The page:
[Marxism] Background material on Bolivia: inteview with COR leader
dwalters at marxists.org
dwalters at marxists.org
Wed Jan 4 21:13:28 MST 2006
[This interview was conducted in El Alto prior to the Dec. 18th Elections. It is
good background material to the discussion on Bolivia, and the upcoming June
"Constituent Assembly" elections--David W.]
"We must build Popular Assemblies in the regions, coupling this call
with the demand for nationalisation of oil and gas and the
distribution of the land "
Interview with Limber Surco Callejas, Secretary of Education and
Culture of the El Alto COR (regional branch of the COB) and recently
elected Executive Committee member of the COR
Question: The National Workers and Popular Summit declared that the
elections to the June 2006 Constituent were illegitimate. Why?
Limber: It's because this year's May-June mobilisations were not
ready to accept an election set up through a curtailed democracy as a
solution. They demanded the convening of a Sovereign Constituent
Assembly and the nationalisation of oil and gas resources.
The June 2006 Constituent Assembly is actually being implemented at
the behest of the bourgeoisie to serve its purposes. It sets a
so-called representative system that in no way changes the present
Bolivian system of selecting the presidents or the deputies. This
means that the rich will continue dominating the Constituent
Assembly; the political parties, the NGOs and the foundations will
continue giving money to the candidates they want to see in the
Assembly. Let it be known that in the current Congress, 75% of the
deputies are agents of the U.S. Embassy and the recycled Bolivian
Question: The call for a Sovereign Constituent Assembly was withdrawn
at the last minute from the Summit's Final Declaration. What do you
think of the fact it was withdrawn?
Limber: The Popular Assembly slogan is embedded in the minds of trade
unionists and of all who think that in this manner, with the
participation of the COB, a workers' government could take state
power. They counterpose this to the call for a Constituent Assembly.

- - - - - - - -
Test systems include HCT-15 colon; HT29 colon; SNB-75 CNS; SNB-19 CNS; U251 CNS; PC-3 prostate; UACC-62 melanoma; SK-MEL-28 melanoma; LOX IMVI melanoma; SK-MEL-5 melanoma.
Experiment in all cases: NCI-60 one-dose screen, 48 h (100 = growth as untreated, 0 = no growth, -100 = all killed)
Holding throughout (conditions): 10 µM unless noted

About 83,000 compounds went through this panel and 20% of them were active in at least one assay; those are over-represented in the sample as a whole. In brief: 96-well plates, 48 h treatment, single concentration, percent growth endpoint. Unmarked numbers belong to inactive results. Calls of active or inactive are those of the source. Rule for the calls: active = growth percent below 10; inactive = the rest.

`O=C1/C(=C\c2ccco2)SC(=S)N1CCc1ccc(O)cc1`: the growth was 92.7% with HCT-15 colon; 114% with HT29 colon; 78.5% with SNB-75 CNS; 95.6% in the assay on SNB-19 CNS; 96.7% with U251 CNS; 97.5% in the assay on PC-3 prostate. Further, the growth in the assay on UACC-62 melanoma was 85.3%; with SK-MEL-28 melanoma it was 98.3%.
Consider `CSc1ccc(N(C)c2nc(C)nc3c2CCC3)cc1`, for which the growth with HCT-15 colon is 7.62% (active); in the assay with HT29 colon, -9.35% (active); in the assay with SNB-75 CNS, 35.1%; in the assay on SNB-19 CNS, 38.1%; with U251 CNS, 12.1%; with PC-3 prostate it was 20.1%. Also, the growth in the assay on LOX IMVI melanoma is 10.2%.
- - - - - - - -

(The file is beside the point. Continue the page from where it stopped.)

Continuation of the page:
Our position is that the Sovereign Constituent Assembly is the slogan
that concretely opens the way to the creation of Popular Assemblies.
Question: You intervened in the plenary discussion to say you
supported this slogan ...
Limber: I did this to say that for the indigenous peoples, the
workers, and the students, the word Constituent Assembly is
synonymous with a change of the political system. Now we see that the
bourgeoisie has set limits on what the proposed "Constituent
Assembly" can say and do. It cannot, for example, modify in any
substantial way -- at least not in the interests of the workers and
peoples -- the State's present political Constitution.
We think that as we struggle for a Sovereign Constituent Assembly, we
will be able to take control of the State's three powers: judicial,
legislative, and executive -- all of this rolled up into one
Assembly, which, by whatever name it goes, will have to be sovereign,
which means total. The bourgeois class currently in power only
proposes a stunted "Constituent Assembly." But for the first time we
have a different perspective; we believe it is possible to take
action so that this Assembly actually will be sovereign. This is the
objective we wish to reach.
Question: What are the prospects now for pursuing the struggle?
Limber: I say it again, with this Summit, we took a historic first
step in the 21st century. It is not only a matter of signing a unity
agreement between disparate and disjointed sectors of the trade union
and popular movements. With the call for Local and Regional Popular
Assemblies -- and later, for the National Originary Popular Assembly
-- the COB, the COR and the Miners' Federation can become the axis
around which the masses' revolutionary mobilisation can be advanced.
But to reach that point, we first must build Popular Assemblies in
the regions, coupling this call with the demand for nationalisation
of oil and gas and the distribution of the land. This is the path we
must take. It is the path to renew what we already achieved in May
and June, when we launched the first Popular Assembly in El Alto on
June 8. There, we took this first step. We had no theory, no previous
experience. We achieved this in an empirical way because we
considered it was the right thing to do in the name of popular and
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